V O J T Ě C H D I A T K A C H A R L E S U N I V E R I S T Y P R A G U E 2 4 . 1 1 . 2 0 1 2
Weird words in Hindi and their current treatment in grammars – jhijhak (coyness, hesitating) My proposal how to treat them with introducing a new linguistic category to Hindi linguistics • Concise survey of these weird words • Future research
In Smékal‘s study on reduplication appears one category - Onomatopoeic reduplication It contains typical onomatopoeic words budbudānā – to mumble, to mutter cahcahānā – to twitter ṭ ap ṭ apānā – to drop BUT it contains also weird words mahmah – with fragrance cupcāp – quitely ṭ ak ṭ akī –stare, gaze Smékal 1979
• Complete omission of onomatopoeia Agnihotri(2007), Pořízka(1972) • Brief mention of onomatopoeic words Kachru(2006:122), Shukla(2001:148-150) and Montaut (2004:160)
„Simultaneously, it has to be born in mind that not all the actions described by onomatopoeic words have to be connected with sounds and in this sense are not pure ono words, as we know them from elsewhere. This is a special way of expression typical for more Indian languages where various states and feelings are conveyed by the quasi onomatopoeia.“
They do not imitate sound They are though subsumed under onomatopeia They are in some respects similar to onotopoeic words
Glimmer(ing) Glitter(ing) Twinkling Shimmer(ing) Flicker(ing) Blazing
„poetry in ordinary language“ (Lautmalerei)
(Starry Night Over the Rhone
EVANS-PRITCHARD E. E. (1962)
They stand out from other words: reduplication budbudānā – to bubble, thartharānā – to tremble, to shiver expressive ( marked,subjective element ) cipcipā - sticky, clinging, slimy or greasy semantics
Ideophones are marked words that depict sensory imagery They depict rather than describe He said he was coming. X He said: „I am coming.“
The crucial feature [of ideophones], then, is not “resemblance to” but
“invitation to seeing as” (DINGEMANSE 2011:184)
Ideophones are marked words that depict sensory imagery They represent not only sensations of outer world Hearing, vision, touch, taste and smell but also interoceptive experiences States of mind, subject evaluations, feelings… hakkā-bakkā – confused, perplexed Gudgud - soft, pulpy cakācaudh - glitter
Perceptually exceptional Depict rather than describe Intercoeptive experience Sensation of outer world Reduplication
2.Other traditional senses • It is not meant to be exhaustive list • First survey of ideophones in Hindi • representatives of major word classes – verbs, nouns, adjectives 3.Manners of movement 4.Interoceptive experience
Semantic domains associated with ideophones in Hindi
• Core member of category Ideophones • Words imitating sounds 2.Other traditional senses 3.Manners of movement ka ṭ ka ṭ ānā – to click, to crack (V) susakār – hissing (N) gungunā – mumbling (A) surasurānā - to move like rustling insect (V) pharpharáná – to flutter (as a flag) (V) 4.Interoceptive experience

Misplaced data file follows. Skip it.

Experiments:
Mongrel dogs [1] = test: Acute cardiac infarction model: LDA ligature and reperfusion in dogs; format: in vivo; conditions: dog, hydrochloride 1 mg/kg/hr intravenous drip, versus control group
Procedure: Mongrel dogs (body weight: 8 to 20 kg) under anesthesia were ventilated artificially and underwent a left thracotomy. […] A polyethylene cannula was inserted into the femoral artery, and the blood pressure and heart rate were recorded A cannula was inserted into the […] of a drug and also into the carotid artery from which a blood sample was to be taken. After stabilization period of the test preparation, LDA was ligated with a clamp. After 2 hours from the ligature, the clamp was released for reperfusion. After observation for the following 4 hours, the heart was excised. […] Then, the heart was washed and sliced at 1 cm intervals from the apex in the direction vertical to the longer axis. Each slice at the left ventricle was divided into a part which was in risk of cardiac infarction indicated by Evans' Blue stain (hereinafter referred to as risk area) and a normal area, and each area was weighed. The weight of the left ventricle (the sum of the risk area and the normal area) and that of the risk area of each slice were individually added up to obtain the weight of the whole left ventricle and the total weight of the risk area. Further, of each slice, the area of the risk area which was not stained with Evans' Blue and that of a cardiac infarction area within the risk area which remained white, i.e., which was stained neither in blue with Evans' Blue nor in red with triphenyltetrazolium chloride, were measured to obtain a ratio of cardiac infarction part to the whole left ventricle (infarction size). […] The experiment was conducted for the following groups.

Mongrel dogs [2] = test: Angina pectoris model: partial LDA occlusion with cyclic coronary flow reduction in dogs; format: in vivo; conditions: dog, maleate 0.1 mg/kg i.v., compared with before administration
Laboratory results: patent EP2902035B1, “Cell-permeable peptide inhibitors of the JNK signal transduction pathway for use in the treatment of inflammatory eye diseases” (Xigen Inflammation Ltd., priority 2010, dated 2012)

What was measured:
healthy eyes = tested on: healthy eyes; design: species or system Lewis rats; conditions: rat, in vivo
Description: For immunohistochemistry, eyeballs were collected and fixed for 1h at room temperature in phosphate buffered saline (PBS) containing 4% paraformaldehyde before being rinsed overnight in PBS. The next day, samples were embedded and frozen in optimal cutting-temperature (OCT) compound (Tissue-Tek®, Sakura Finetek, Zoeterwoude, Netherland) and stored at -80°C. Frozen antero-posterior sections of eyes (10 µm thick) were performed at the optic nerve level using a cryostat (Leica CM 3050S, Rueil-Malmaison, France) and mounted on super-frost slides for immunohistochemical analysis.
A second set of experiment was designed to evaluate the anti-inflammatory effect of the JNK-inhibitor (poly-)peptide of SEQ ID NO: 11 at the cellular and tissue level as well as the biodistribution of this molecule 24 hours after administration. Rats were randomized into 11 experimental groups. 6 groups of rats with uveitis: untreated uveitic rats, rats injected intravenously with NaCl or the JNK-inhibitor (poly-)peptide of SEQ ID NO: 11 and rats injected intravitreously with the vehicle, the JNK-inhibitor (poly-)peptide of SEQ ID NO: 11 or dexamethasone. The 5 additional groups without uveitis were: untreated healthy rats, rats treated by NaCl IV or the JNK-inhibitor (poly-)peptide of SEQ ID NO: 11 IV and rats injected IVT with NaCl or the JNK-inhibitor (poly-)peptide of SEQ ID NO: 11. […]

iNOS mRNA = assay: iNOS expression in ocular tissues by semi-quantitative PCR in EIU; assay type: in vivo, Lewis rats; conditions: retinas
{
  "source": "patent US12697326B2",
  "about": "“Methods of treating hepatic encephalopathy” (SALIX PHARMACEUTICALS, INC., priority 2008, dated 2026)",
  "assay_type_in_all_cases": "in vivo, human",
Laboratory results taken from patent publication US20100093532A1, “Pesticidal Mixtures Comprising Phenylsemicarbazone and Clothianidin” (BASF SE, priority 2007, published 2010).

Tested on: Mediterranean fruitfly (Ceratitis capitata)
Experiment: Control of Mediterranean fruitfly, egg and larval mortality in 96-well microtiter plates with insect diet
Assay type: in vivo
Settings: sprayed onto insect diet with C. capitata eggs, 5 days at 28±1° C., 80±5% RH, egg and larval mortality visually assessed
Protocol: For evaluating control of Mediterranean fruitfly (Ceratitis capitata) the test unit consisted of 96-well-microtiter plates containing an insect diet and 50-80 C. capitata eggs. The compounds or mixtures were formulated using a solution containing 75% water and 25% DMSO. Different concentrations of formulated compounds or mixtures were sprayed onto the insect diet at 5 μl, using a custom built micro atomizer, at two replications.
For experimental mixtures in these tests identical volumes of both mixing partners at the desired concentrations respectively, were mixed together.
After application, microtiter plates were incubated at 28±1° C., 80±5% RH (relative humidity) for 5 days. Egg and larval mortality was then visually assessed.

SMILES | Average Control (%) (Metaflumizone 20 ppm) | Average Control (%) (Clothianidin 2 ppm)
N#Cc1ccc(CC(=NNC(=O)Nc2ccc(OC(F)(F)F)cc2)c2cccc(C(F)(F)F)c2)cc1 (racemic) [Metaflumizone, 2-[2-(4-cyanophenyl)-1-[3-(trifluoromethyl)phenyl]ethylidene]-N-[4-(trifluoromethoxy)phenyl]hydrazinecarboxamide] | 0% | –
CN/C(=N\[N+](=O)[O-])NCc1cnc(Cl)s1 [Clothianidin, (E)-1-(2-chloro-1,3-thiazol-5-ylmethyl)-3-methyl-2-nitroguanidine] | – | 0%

2.Other traditional senses
3.Manners of movement 4.Interoceptive experience • Words connected with another human senses vision, touch, taste and smell • Not “resemblance to” but “invitation to seeing as” • Not equally distrubuted across all modalities of perception jhilmilānā – to glitter, to shine (V) gudgudāha ṭ – tickling (N) ṭ im ṭ imā – blazing, glittering (A) phusphusā – soft, tender (A) mahmah – with fragrance (I)
• This category is usually widespread across ideophonic languages (JUNOD 1896:196) • Could be subumed under vision 2.Other traditional senses
3.Manners of movement
laplapānā – to spring, to flicker (V) la ṛ kha ṛ āha ṭ – stumbling (N) cha ṭ pa ṭ ā - wriggling (A) thapthapānā – to pat with love (V) tilmilānā – to convulse in pain (V) 4.Interoceptive experience
• Not only we have extero-receptors, but also intero-receptors and proprio-receptors 2.Other traditional senses 3.Manners of movement jhijhaknā – to hesitate (V) hakkābakkā - confused (A) thi ṭ hak - stiffen (I) gadgad – very happy (I) gumsum – thoughtful (I)
Ideophonic meaning is usually inherently vague It is impossible to capture meaning of unit in isolation cha ṭ pa ṭ ānā – to wriggle / to be restless/ to yearn, to long cipcipā – sticky / adhesive / clinging / slimy, greasy
Ideophones are usually understood as a separate category of words (KILIAN-HATZ 2006:510, DINGEMANSE 2011:133) Semantically and functionally – one unique category Syntactically – two categories genuine ideophones Integrated ideophones
(1) (2) ca ṭ -pa ṭ ca ṭ -pa ṭ
capātī - quickly made bread (literally fast bread) patā calegā – it will soon be discovered (it is adverb) Integrated ideophones (1) phusphusā - fragile, brittle, soft, tender (A)
(2) la ṛ kha ṛ āha ṭ
- stumbling, staggering (N) (3) thapthapānā - to pat with affection (V)
DINGEMANSE, M. 2011. Ideophones and the aesthetics of everyday language in a West-African society. The Senses & Society, 6(1), 77-85. DINGEMANSE, M. 2011. The Meaning and Use of Ideophones in Siwu. PhD Thesis. Radbound Univeristy Nijmegen.
SMÉKAL, ODOLEN. 1979. The Reduplicative Formations and Semantic Pairs in Hindi. In Asian and African Linguistic Studies, Studia Orientalia Pragensia IX, Univerzita Karlova.
AGNIHOTRI, RAMA, KANT. 2007. Hindi - An essential grammar. Routledge.
KACHRU, YAMUNA. 2006. Hindi. In London Oriental and African language library, Volume 12, John Benjamins Bublishing.
MONTAUT, ANNIE. 2004. A grammar of Hindi. Lincom Europa.
POŘÍZKA, VINCENT. 1972. Hindština (Hindí language course). Praha: Státní pedagogické nakladatelství. SHUKLA, SHALINGRAM. 2001. Hindi Morphology.
JUNOD, HENRI A. 1896. Grammaire Ronga.
Lausanne: Imprimerie Georges Bridel & Cie.
KILIAN-HATZ,CHRISTINE. 2006. Ideophones. In Encyclopedia of Language & Linguistics, ed. Keith Brown, 508-512. Oxford: Elsevier.
Evans-Pritchard, E. E. 1962. “Ideophones in Zande.” Sudan Notes and Records 34: 143-146. Biblio k poetry in languat